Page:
GREK Holds Up Even As Greek Market Plunges

The Athens Stock Exchange opened to a massive sell-off after five weeks, but GREK held its own relatively well.

Reviewed by: Cinthia Murphy
Edited by: Cinthia Murphy

Greek stocks took a 23 percent plunge Monday morning when the Athens Stock Exchange reopened for trading after a five-week shutdown. The only U.S.-listed Greek equity ETF, the Global X FTSE Greece 20 (GREK | C-61), opened lower, but it didn’t stay in negative territory for long.

GREK dropped some 1.5 percent before it turned marginally higher, avoiding a retest of record lows seen recently. It wasn't until late in the day when the fund turned lower again. The relative resilience of the ETF in the face of significant weakness in Athens is tied to the fact price discovery in GREK was taking place throughout the shut-down. The fund, in fact, lost some 16.5 percent in the past five weeks. Its biggest holding, Coca-Cola HBC, is foreign-listed.

“There is a lot of discussion about the ability for ETFs to function where the underlying market is illiquid,” Peter Tchir, head of macro credit strategy in New York at Brean Capital LLC, told Bloomberg. “GREK, in my opinion, seems to have done an excellent job of tracking the market.”

GREK has already lost some 53 percent of value in the past 12 months, as the chart below shows. In a way, Athens is catching up to what has already happened here.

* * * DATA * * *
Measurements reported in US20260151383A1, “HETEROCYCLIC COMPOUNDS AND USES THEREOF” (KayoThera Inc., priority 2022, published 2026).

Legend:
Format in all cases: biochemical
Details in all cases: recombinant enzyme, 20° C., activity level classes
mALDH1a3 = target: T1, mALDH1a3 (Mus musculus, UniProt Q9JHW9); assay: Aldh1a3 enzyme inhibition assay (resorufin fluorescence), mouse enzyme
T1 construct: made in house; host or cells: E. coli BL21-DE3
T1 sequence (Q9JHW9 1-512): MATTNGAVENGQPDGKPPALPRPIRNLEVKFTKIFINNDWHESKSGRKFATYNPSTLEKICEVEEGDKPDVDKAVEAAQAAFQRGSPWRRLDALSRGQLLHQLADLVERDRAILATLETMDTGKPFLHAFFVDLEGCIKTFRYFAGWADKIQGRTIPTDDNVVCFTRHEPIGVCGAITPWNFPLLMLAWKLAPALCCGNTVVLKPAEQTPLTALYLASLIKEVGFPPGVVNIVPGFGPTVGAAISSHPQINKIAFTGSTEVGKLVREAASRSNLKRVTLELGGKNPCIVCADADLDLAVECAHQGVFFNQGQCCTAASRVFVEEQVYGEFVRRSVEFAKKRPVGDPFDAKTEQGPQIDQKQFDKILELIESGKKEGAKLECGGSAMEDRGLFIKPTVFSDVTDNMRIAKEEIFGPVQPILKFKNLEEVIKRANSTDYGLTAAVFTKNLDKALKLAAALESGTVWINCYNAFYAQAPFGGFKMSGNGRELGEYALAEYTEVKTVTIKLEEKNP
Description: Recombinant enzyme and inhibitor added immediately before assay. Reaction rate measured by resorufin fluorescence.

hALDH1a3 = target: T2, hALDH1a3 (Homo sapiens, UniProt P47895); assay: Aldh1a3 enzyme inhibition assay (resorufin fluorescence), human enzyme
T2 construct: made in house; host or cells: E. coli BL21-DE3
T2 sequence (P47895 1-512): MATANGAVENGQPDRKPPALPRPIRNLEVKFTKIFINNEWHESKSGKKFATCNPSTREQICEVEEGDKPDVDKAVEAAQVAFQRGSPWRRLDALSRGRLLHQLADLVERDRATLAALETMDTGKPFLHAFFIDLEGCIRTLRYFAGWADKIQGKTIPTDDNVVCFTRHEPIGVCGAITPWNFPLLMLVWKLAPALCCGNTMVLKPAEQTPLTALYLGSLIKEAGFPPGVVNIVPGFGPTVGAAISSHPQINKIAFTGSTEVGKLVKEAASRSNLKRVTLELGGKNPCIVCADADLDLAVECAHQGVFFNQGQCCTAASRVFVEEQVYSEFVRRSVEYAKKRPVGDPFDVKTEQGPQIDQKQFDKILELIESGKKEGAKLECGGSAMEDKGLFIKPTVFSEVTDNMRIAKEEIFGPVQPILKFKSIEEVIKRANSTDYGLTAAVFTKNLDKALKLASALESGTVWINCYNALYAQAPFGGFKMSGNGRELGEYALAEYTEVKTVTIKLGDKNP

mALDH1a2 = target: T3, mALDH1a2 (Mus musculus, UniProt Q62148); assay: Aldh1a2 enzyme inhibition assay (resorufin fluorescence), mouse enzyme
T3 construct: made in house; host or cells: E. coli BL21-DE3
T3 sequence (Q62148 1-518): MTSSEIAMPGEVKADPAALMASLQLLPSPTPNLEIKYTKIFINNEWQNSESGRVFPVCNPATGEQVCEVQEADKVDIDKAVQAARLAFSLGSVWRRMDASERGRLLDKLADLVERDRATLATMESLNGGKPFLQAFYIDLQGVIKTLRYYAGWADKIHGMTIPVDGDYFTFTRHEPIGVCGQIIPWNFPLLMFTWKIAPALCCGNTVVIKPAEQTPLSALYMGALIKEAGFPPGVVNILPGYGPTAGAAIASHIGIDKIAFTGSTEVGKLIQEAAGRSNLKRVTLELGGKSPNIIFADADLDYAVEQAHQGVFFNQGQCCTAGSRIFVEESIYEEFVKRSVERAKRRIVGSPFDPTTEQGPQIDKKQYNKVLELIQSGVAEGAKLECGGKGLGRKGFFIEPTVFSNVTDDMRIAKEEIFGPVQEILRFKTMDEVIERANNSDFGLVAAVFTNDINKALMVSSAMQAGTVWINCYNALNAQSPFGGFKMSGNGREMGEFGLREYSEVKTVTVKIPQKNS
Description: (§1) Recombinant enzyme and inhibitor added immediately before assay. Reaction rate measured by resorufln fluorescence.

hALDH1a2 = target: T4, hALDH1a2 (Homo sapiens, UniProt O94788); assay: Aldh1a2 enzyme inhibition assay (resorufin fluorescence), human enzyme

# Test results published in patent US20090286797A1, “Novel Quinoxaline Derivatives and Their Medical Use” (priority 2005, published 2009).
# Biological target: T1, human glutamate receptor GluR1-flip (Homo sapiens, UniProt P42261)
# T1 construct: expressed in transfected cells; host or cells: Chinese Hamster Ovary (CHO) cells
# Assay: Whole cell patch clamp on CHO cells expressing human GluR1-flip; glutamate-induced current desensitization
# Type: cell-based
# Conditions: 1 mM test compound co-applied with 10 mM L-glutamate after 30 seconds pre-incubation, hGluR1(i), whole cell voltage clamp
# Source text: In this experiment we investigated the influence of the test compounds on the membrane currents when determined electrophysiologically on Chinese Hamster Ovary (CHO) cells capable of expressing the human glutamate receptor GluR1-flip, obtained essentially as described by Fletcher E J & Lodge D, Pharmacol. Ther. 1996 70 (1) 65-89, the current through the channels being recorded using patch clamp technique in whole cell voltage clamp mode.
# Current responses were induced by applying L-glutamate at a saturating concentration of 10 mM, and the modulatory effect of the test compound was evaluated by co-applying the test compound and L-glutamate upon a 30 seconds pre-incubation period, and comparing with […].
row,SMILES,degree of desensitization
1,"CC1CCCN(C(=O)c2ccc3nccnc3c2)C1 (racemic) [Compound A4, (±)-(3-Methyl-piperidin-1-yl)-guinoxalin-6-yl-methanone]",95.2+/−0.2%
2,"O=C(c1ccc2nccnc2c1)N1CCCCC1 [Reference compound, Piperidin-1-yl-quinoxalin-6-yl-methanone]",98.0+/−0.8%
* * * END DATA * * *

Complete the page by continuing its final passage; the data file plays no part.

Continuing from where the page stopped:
Chart courtesy of

Leading the decline in Athens were bank stocks, with a decline exceeding 30 percent Monday amid concern about the needed recapitalization of banks and tighter capital controls ahead, according to news reports. About 25 percent of GREK’s portfolio is tied to financials.

The Greek stock market first shut down when capital controls were imposed on Greek banks at the end of June, as Greece faced default and a potential exit from the eurozone, CNBC reported. Since then, the country has already agreed to new austerity measures, although details are still in the works.

Investor sentiment in Greece was further dampened today by the latest round of economic data, which showed the country’s manufacturing hit a record low in July.

Still, through it all, U.S. investors have found value in Greek equities, and have continued to buy into GREK as the fund dips.

In the past year, net creations hit $184 million even as the fund dropped by half. Year-to-date, that figure nears $300 million. And even during the past five weeks when Greek equities weren’t trading, investors poured another $3 million into GREK.

Cinthia Murphy is head of digital experience, advocating for the user in all that does. She previously served as managing editor and writer for, specializing in ETF content and multimedia. Cinthia’s experience includes time at Dow Jones and former BridgeNews, covering commodity futures markets in Chicago and Brazil equities in Sao Paulo. She has a bachelor’s degree in journalism from the University of Missouri-Columbia.